New Energy Update is now Reuters Events - LEARN MORE
Dow Chemical and Agilyx join forces to convert plastics into oil
The US chemical corporation Dow Chemical and the waste-to-energy company Agilyx recently released the results of the Energy Bag pilot program, carried out in 2014 to assess the potential of turning non-recycled plastics (NRP) into oil. The high level of citizens' compliance demonstrated the feasibility of plastics-to-oil projects, according to Dow Chemical.
For three months in 2014, citizens of Citrus Height were asked to put their non-recycled plastics (NRP) into purple bags and then to place them into their recycling bins.
The Energy Bag pilot program, whose results have recently been released, aimed to demonstrate the viability of collecting NRP to convert them into synthetic oil.
The plastics collected in Citrus Heights were later separated at the Republic Services Newby Island Material Resource Recovery Facility (MRF), situated in Santa Clara County, California. From there, NRP were shipped to Agilyx’ pyrolysis facility in Portland, Oregon.
About 8,000 Energy Bags were collected, amounting to nearly three tons of material, which were converted into 512 gallons of synthetic crude oil.
The conversion efficiency was assessed at 58%. The contamination rate was considered low, amounting to 16.5%.
The Energy Bag Pilot Program was the outcome of a partnership of Republic Services, The Flexible Packaging Association, Reynolds Consumer Products, The Dow Chemical Company, Agilyx and the city of Citrus Heights, CA.
Assessing the feasibility of PTO projects
The project was important to understand the commercial potential of implementing the collection of NRP and their conversion into oil through pyrolysis, a process of thermal decomposition in the absence of oxygen.
But an obstacle to the commercial viability of pyrolysis is the separation of individual waste streams, since improperly segregated waste can increase costs.
However, the high level of compliance of the citizens of Citrus Heights demonstrated the feasibility of PTO projects, according to Jeff Wooster, Global Sustainability Leader at The Dow Chemical Company.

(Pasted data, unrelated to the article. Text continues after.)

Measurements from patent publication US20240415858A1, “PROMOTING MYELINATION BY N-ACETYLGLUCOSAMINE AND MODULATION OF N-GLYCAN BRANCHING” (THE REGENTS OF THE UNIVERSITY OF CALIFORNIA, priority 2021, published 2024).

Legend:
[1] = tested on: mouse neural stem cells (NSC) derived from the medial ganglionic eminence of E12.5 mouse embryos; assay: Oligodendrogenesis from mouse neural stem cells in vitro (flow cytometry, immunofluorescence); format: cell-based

For Joseph Vaillancourt, founder and managing partner at Venture Enterprises (who did not have any association with the initiative), the project was “an interesting program” and “the test results were good”.
But the main issue consists in educating citizens about waste segregation, so that “the amount of plastics put to beneficial use would significantly increase,” Vaillancourt continued.
“And public private partnerships will be important to reduce the incremental cost of these types of systems,” he added.
The potential of PTO
NRP are a high-energy-content materials and their commercial exploitation presents significant business opportunities.
“If people working in the recycling industry and in the rest of the packaging and consumer goods value chain work together, we can increase the amount of material that is collected and processed – and the amount of value that we capture,” said Wooster (Dow Chemical).
According to a report by the American Chemistry Council (ACC), up to 600 plastics-to-oil facilities could be developed in the US, leading to the creation of 38,900 jobs, of which 8,800 could be directly employed by the facilities.
This estimate is based on the conservative assumption that one fifth of NRP that ends up in the landfill each year could be diverted to PTO facilities, said the report.
Annual payrolls could amount to as much as $2.1 billion, while the capital investment of the plastics-to-oil industry to build new facilities is estimated at $6.6 billion.